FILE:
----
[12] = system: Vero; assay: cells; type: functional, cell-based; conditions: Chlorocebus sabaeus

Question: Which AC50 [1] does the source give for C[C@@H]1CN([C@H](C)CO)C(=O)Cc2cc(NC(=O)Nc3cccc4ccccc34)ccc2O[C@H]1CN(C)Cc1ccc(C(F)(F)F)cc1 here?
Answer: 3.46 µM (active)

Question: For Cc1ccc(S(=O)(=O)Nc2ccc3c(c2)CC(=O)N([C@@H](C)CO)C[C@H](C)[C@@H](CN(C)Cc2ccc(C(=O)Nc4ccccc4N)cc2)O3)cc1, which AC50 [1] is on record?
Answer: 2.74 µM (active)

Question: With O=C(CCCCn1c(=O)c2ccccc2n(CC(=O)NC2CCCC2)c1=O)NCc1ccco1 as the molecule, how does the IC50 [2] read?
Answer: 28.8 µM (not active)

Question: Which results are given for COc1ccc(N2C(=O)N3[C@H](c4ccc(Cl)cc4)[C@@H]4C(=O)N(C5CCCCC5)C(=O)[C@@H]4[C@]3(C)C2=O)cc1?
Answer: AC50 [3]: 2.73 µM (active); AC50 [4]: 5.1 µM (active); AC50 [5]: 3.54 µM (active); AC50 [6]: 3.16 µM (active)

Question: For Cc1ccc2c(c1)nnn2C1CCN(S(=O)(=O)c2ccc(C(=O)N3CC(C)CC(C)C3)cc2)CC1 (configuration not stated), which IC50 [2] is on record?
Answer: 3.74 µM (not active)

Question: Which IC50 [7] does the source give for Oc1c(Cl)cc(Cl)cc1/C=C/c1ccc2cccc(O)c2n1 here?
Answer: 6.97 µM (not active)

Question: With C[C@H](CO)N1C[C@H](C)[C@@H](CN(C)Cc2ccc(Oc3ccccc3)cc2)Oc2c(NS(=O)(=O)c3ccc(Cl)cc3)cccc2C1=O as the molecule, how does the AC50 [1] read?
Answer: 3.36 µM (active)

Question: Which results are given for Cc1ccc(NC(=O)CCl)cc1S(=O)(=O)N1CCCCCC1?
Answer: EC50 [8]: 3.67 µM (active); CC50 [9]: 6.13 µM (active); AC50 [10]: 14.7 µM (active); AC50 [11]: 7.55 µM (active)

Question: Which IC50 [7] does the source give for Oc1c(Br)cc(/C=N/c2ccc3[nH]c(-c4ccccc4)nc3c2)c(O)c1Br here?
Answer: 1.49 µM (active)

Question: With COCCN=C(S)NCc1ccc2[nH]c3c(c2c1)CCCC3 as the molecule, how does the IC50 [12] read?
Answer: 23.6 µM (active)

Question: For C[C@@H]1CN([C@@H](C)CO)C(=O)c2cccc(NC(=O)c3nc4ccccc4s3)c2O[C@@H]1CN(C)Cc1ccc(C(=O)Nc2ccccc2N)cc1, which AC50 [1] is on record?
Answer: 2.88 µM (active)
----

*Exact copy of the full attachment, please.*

[12] = system: Vero; assay: cells; type: functional, cell-based; conditions: Chlorocebus sabaeus

Question: Which AC50 [1] does the source give for C[C@@H]1CN([C@H](C)CO)C(=O)Cc2cc(NC(=O)Nc3cccc4ccccc34)ccc2O[C@H]1CN(C)Cc1ccc(C(F)(F)F)cc1 here?
Answer: 3.46 µM (active)

Question: For Cc1ccc(S(=O)(=O)Nc2ccc3c(c2)CC(=O)N([C@@H](C)CO)C[C@H](C)[C@@H](CN(C)Cc2ccc(C(=O)Nc4ccccc4N)cc2)O3)cc1, which AC50 [1] is on record?
Answer: 2.74 µM (active)

Question: With O=C(CCCCn1c(=O)c2ccccc2n(CC(=O)NC2CCCC2)c1=O)NCc1ccco1 as the molecule, how does the IC50 [2] read?
Answer: 28.8 µM (not active)

Question: Which results are given for COc1ccc(N2C(=O)N3[C@H](c4ccc(Cl)cc4)[C@@H]4C(=O)N(C5CCCCC5)C(=O)[C@@H]4[C@]3(C)C2=O)cc1?
Answer: AC50 [3]: 2.73 µM (active); AC50 [4]: 5.1 µM (active); AC50 [5]: 3.54 µM (active); AC50 [6]: 3.16 µM (active)

Question: For Cc1ccc2c(c1)nnn2C1CCN(S(=O)(=O)c2ccc(C(=O)N3CC(C)CC(C)C3)cc2)CC1 (configuration not stated), which IC50 [2] is on record?
Answer: 3.74 µM (not active)

Question: Which IC50 [7] does the source give for Oc1c(Cl)cc(Cl)cc1/C=C/c1ccc2cccc(O)c2n1 here?
Answer: 6.97 µM (not active)

Question: With C[C@H](CO)N1C[C@H](C)[C@@H](CN(C)Cc2ccc(Oc3ccccc3)cc2)Oc2c(NS(=O)(=O)c3ccc(Cl)cc3)cccc2C1=O as the molecule, how does the AC50 [1] read?
Answer: 3.36 µM (active)

Question: Which results are given for Cc1ccc(NC(=O)CCl)cc1S(=O)(=O)N1CCCCCC1?
Answer: EC50 [8]: 3.67 µM (active); CC50 [9]: 6.13 µM (active); AC50 [10]: 14.7 µM (active); AC50 [11]: 7.55 µM (active)

Question: Which IC50 [7] does the source give for Oc1c(Br)cc(/C=N/c2ccc3[nH]c(-c4ccccc4)nc3c2)c(O)c1Br here?
Answer: 1.49 µM (active)

Question: With COCCN=C(S)NCc1ccc2[nH]c3c(c2c1)CCCC3 as the molecule, how does the IC50 [12] read?
Answer: 23.6 µM (active)

Question: For C[C@@H]1CN([C@@H](C)CO)C(=O)c2cccc(NC(=O)c3nc4ccccc4s3)c2O[C@@H]1CN(C)Cc1ccc(C(=O)Nc2ccccc2N)cc1, which AC50 [1] is on record?
Answer: 2.88 µM (active)